Nathan grinned, arching one eyebrow as he glanced over at her. “Yeah? What do you call it then?”
“I was just trying to figure you out.”
“Well,” he chuckled, “I’m an open book, sweetheart. There’s nothing to figure out.”
He had to laugh at that, considering he had been thinking the exact same thing about her. “You’re not exactly easy to figure out yourself.”
“What do you mean?” she asked politely and inclined her head to the side to look at him.
“Just what I said. You must have multiple personality disorder or something. One minute you’re high-strung and stubborn as all hell. The next minute you’re apologetic and yielding. I don’t get it. And I don’t know which personality I’m going to get from one minute to the next.”
She digested what he said for a long moment, realizing that she had been moody. But Jessie had a very good excuse, not that it mattered to this man. He didn’t care about her disposition. He was a cop, not a friend, and his number one goal was to prod her until he found out who had turned his peaceful town upside down. She was no more than a commodity to him; one he must contend with until he got what he wanted… her memories.
“So, where are we going?” she asked quickly, wanting to change the subject.
Nathan offered her another cursory glance and smiled. She was quick to change the topic of conversation and he found it amusing that he had inadvertently hit a sore spot with her. “We’re going to my cabin up in the mountains.”
“That’s pretty vague.” She ran a hand through her heavy hair, pushing it off of her face before she gave him another sidelong glance. “There is running water and electricity there?”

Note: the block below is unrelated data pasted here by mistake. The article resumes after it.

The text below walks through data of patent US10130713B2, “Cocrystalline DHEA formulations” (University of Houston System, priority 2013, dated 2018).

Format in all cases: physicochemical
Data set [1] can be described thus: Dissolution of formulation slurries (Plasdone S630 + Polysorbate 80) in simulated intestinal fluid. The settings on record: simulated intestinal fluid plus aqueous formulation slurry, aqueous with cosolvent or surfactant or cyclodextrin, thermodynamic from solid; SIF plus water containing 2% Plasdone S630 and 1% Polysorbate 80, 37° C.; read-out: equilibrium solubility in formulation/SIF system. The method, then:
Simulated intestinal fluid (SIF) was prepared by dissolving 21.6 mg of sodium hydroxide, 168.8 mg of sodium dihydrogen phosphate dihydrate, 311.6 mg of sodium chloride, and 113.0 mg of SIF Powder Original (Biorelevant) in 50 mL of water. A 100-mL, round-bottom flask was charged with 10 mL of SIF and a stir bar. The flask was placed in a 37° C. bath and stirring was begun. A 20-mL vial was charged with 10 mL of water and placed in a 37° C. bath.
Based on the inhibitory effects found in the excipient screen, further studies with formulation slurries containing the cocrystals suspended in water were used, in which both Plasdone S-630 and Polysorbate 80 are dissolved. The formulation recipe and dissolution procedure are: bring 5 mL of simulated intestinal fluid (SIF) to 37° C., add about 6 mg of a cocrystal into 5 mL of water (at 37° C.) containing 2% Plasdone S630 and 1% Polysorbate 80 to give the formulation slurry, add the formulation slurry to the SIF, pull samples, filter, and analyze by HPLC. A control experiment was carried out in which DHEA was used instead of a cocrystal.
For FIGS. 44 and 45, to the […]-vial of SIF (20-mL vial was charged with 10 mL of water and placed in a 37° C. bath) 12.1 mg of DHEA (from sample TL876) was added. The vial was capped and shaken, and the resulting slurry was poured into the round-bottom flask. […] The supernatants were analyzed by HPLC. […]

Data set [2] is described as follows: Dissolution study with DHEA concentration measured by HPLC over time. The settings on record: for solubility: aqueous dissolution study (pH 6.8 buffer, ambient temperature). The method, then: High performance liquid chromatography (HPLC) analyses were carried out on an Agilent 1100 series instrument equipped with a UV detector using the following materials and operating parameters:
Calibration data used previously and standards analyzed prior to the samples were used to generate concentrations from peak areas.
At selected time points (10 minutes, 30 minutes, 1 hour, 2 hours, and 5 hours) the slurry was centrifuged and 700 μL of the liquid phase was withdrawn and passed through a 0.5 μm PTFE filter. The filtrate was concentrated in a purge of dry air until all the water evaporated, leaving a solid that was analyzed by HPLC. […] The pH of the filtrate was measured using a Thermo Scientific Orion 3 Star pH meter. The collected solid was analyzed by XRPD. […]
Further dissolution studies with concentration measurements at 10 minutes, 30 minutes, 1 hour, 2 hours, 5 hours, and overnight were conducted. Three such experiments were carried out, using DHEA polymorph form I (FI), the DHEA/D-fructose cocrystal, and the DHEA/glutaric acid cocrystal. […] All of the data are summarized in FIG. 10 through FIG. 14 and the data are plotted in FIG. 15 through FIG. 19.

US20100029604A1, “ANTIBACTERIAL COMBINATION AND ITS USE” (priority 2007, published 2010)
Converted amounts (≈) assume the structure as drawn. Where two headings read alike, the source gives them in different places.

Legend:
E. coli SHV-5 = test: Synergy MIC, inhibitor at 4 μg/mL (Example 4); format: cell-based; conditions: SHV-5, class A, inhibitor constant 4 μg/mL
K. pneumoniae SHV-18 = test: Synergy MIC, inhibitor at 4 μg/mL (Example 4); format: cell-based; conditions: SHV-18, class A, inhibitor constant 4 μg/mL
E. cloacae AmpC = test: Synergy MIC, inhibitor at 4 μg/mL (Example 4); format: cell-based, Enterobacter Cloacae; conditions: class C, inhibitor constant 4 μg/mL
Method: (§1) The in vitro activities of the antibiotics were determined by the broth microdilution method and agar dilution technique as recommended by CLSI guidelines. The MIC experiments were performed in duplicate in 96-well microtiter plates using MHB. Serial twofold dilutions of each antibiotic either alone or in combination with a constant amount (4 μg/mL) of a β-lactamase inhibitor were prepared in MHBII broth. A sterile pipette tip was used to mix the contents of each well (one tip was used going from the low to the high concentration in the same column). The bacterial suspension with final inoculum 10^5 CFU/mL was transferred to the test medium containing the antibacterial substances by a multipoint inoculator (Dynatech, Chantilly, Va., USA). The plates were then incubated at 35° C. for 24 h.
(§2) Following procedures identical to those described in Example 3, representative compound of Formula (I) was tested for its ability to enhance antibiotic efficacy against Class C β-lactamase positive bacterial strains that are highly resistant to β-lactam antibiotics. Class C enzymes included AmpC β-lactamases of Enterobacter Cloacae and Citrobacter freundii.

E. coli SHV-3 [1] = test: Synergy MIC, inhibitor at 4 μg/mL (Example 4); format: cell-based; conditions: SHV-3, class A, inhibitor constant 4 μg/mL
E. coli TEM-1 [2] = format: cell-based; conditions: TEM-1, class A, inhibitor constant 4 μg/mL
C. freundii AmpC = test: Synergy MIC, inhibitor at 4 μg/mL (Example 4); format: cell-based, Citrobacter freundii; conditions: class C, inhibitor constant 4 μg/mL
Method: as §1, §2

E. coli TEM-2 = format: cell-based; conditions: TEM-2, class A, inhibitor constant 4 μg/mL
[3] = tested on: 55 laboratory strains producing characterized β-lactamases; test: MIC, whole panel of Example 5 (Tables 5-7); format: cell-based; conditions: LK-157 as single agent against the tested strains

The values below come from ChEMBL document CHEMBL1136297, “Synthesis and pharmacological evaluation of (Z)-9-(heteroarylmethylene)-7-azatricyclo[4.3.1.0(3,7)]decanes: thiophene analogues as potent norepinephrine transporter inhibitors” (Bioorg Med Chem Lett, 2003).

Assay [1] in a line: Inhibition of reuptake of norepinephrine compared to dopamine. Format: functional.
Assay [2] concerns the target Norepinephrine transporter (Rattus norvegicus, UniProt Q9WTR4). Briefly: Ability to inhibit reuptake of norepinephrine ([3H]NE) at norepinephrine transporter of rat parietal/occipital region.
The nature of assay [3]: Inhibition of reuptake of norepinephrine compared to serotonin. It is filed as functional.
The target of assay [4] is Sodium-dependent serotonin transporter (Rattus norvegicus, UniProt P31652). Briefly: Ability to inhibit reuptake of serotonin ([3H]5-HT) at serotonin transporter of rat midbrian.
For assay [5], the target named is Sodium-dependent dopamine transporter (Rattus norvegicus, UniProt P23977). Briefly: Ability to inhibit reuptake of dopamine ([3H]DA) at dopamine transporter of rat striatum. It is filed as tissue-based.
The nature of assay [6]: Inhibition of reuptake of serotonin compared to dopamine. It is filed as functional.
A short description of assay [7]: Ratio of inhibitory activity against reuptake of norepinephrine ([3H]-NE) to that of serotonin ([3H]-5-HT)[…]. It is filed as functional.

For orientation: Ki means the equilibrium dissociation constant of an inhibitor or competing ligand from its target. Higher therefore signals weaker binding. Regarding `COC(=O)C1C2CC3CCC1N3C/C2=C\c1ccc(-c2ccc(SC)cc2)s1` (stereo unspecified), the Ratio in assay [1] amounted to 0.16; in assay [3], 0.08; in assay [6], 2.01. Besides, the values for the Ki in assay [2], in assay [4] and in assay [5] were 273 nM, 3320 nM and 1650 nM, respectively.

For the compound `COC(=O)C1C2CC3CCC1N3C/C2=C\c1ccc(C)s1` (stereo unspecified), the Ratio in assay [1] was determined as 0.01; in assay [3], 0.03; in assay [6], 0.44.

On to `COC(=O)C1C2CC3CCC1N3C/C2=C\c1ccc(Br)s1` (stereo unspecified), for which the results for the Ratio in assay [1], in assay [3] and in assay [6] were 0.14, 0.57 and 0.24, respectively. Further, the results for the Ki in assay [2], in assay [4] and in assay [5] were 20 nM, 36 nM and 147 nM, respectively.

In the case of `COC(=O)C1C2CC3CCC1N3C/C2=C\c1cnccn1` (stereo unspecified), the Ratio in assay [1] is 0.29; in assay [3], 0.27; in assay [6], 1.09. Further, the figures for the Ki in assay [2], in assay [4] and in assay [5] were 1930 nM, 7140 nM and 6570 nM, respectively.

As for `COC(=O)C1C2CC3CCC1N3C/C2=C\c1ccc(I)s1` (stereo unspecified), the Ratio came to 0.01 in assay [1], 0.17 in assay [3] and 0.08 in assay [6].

“Good. Not that I mind roughing it. It’s just…” Her voice trailed off. Jessie felt like an idiot around him and she couldn’t figure out why. No man or woman for that matter ever left her flustered. But this man… he seemed to have that affect on her. “Your cabin, huh?”
“Yep. I go fishing up there twice a year. It’s out in the middle of nowhere and no one will ever think to look for us there.”
Great, she thought to herself. She was going to be stuck out in the middle of nowhere with this man, for who knew how long. Her day just kept getting better and better.
“Would you mind if I ask you a few questions, something to break up the monotony of this long drive?”
“What kind of questions?” Jessie asked suspiciously.
“Well, I’ve talked to a few of your friends over the last week and I wanted to know what you think of them. Maybe that will help us narrow down our suspects.”
“You think someone I know did this?” she deduced, her voice intense and skeptical.
“Perhaps. The truth is I just don’t know.”
“Fine. Who do you want to talk about?”
“Let’s start with Cameron Demauro.” He heard her groan and stifled a chuckle. “I understand that the two of you are pretty close.”
“Not as close as Cameron would like for us to be,” she moaned. Jessie shook her head and quickly added, “Not that there is anything wrong with Cam. He’s just not very good at taking a hint.”
“I gathered that. How long has the guy been in love with you?”
She cocked her head to the side and stared at him as if he had just grown horns. “Did he tell you…”
“No. But it doesn’t take a scientist to figure it out. Plus, I’ve been a cop for a long time. I’ve got great instincts about people.”
“How long have you been a cop?” she asked without delay, hoping to divert him.
“Uh-unh. I asked you a question.”
“It hardly seems fair that you get to ask all the questions. Don’t you think?”
Nathan shook his head and laughed. She was quite cute. Cute and quick. “Fine. I ask a question, and then you can ask a question. Deal?”
She nodded smugly and sat against the back of the seat, turning her body around to face him. “Cam and I have been friends since the fifth grade. It wasn’t until high school that he started to pursue something more. But… as nice of a person as he is, I just don’t feel anything romantic towards him. We’re friends and that’s all we could ever be.”